Although major countries have shaken off the influence of the global financial crisis and are showing a modest economic recovery, the levels of the employment-to-population ratios in major countries are running below their pre-crisis levels, as the degree of the recovery in their employment-to-population ratios (the number of persons employed/productive population) has failed to match the extent of the decline during the crisis period (2008~2010).
This paper looks into factors underlying this weak improvement in employment-to-population ratios in major countries, and classifying them into tow groups; structural factors and cyclical factors. According to the results of an empirical analysis, the scantness of the improvement was influenced more by structural factors than cyclical factors. Firstly, the changes in demographic structure in line with population aging can be cited as a major structural factor. Specifically, an increase in the numbers in elder-age brackets with low employment-to-population ratios and a decrease in the numbers in younger and core age brackets with high employment-to-population ratios is analyzed as a major factor constraining improvement in national employment-to-population ratios since the crisis. Meanwhile, the extent of the decline in employment-to-population ratios caused by cyclical factors is estimated to be around 1/5~1/2 of the total decline, and the full extent of this decline during the crisis period has not been made up due to the lethargic pace of the recovery in business activity even after this ended.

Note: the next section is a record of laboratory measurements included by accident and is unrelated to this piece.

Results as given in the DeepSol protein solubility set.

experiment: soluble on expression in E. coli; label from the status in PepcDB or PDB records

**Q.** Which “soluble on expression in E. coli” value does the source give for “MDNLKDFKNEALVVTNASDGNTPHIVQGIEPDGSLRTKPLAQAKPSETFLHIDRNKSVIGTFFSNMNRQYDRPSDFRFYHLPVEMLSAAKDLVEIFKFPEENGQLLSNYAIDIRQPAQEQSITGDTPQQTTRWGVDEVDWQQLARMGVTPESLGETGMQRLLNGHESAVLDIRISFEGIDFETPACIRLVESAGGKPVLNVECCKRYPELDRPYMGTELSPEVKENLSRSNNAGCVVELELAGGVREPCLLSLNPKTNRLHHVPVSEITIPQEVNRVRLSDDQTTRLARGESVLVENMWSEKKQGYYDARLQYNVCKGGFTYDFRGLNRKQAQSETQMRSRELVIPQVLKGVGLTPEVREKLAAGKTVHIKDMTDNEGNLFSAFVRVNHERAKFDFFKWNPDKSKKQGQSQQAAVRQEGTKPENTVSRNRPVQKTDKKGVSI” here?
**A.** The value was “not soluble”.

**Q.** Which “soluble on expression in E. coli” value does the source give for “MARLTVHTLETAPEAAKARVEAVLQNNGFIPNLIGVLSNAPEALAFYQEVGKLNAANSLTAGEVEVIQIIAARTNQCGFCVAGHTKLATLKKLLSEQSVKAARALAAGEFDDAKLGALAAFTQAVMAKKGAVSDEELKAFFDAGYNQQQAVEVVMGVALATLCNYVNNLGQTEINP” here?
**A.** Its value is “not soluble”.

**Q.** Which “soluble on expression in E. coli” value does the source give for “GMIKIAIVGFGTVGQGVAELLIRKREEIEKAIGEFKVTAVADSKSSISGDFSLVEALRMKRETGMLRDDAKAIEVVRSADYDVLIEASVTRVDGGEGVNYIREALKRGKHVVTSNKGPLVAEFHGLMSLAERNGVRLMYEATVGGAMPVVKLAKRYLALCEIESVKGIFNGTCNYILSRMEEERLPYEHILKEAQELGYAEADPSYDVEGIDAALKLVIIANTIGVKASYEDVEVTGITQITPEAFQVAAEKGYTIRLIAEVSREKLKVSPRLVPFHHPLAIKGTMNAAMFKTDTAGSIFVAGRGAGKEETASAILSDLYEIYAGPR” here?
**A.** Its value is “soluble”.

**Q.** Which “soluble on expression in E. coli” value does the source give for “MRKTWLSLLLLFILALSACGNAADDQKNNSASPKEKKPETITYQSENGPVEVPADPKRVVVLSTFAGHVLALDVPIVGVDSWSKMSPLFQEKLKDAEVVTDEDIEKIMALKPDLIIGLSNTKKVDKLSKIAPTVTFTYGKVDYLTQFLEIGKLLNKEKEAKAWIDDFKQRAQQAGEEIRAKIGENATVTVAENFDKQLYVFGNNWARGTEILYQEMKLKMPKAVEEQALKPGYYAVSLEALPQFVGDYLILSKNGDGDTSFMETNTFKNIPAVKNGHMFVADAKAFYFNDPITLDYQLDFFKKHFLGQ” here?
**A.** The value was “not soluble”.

In the light of these results, even if major countries experience a full-blown economic recovery, we judge that it will not be easy for their employment-to-population ratios will not easily return to the pre-crisis period levels, due to the persistence of structural factors associated with population aging. Notably in Korea, given the progressively growing sway of population aging and other structural factors, there is a great need for preemptive structural reforms in the labor market. Therefore, we judge it vital to strengthen policy efforts to enhance the employment-to-population ratios of the younger and core age brackets, which are lower than those of major countries, along with structural reforms to moderate the dual labor market structure and ease labor market rigidities.